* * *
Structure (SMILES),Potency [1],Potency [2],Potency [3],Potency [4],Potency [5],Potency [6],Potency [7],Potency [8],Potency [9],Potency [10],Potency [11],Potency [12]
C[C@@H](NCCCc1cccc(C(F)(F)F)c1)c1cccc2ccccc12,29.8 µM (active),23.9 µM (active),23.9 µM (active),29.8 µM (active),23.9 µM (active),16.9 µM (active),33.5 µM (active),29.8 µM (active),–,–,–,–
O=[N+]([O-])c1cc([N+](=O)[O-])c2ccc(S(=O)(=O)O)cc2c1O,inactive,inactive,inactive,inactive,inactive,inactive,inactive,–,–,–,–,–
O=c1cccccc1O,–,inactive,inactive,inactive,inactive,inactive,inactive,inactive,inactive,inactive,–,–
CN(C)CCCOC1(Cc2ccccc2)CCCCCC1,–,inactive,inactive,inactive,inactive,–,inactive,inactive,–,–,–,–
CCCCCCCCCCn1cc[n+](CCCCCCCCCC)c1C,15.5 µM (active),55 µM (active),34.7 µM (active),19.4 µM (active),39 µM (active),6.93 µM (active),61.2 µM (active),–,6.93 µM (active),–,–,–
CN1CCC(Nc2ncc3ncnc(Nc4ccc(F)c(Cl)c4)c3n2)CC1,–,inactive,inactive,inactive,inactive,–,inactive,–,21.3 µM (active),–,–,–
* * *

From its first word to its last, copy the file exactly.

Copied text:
Structure (SMILES),Potency [1],Potency [2],Potency [3],Potency [4],Potency [5],Potency [6],Potency [7],Potency [8],Potency [9],Potency [10],Potency [11],Potency [12]
C[C@@H](NCCCc1cccc(C(F)(F)F)c1)c1cccc2ccccc12,29.8 µM (active),23.9 µM (active),23.9 µM (active),29.8 µM (active),23.9 µM (active),16.9 µM (active),33.5 µM (active),29.8 µM (active),–,–,–,–
O=[N+]([O-])c1cc([N+](=O)[O-])c2ccc(S(=O)(=O)O)cc2c1O,inactive,inactive,inactive,inactive,inactive,inactive,inactive,–,–,–,–,–
O=c1cccccc1O,–,inactive,inactive,inactive,inactive,inactive,inactive,inactive,inactive,inactive,–,–
CN(C)CCCOC1(Cc2ccccc2)CCCCCC1,–,inactive,inactive,inactive,inactive,–,inactive,inactive,–,–,–,–
CCCCCCCCCCn1cc[n+](CCCCCCCCCC)c1C,15.5 µM (active),55 µM (active),34.7 µM (active),19.4 µM (active),39 µM (active),6.93 µM (active),61.2 µM (active),–,6.93 µM (active),–,–,–
CN1CCC(Nc2ncc3ncnc(Nc4ccc(F)c(Cl)c4)c3n2)CC1,–,inactive,inactive,inactive,inactive,–,inactive,–,21.3 µM (active),–,–,–